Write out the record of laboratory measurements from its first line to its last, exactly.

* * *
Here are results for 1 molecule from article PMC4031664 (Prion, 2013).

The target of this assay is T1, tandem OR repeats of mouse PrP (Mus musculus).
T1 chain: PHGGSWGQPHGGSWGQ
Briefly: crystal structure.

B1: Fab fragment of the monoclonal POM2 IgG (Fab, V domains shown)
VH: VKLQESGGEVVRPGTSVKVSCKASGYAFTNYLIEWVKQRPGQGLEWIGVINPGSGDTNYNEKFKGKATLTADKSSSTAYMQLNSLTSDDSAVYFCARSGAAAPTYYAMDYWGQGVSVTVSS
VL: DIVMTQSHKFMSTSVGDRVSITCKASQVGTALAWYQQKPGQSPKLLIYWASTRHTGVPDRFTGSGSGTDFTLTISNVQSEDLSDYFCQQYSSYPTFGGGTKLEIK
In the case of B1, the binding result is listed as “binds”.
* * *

Here are results for 1 molecule from article PMC4031664 (Prion, 2013).

The target of this assay is T1, tandem OR repeats of mouse PrP (Mus musculus).
T1 chain: PHGGSWGQPHGGSWGQ
Briefly: crystal structure.

B1: Fab fragment of the monoclonal POM2 IgG (Fab, V domains shown)
VH: VKLQESGGEVVRPGTSVKVSCKASGYAFTNYLIEWVKQRPGQGLEWIGVINPGSGDTNYNEKFKGKATLTADKSSSTAYMQLNSLTSDDSAVYFCARSGAAAPTYYAMDYWGQGVSVTVSS
VL: DIVMTQSHKFMSTSVGDRVSITCKASQVGTALAWYQQKPGQSPKLLIYWASTRHTGVPDRFTGSGSGTDFTLTISNVQSEDLSDYFCQQYSSYPTFGGGTKLEIK
In the case of B1, the binding result is listed as “binds”.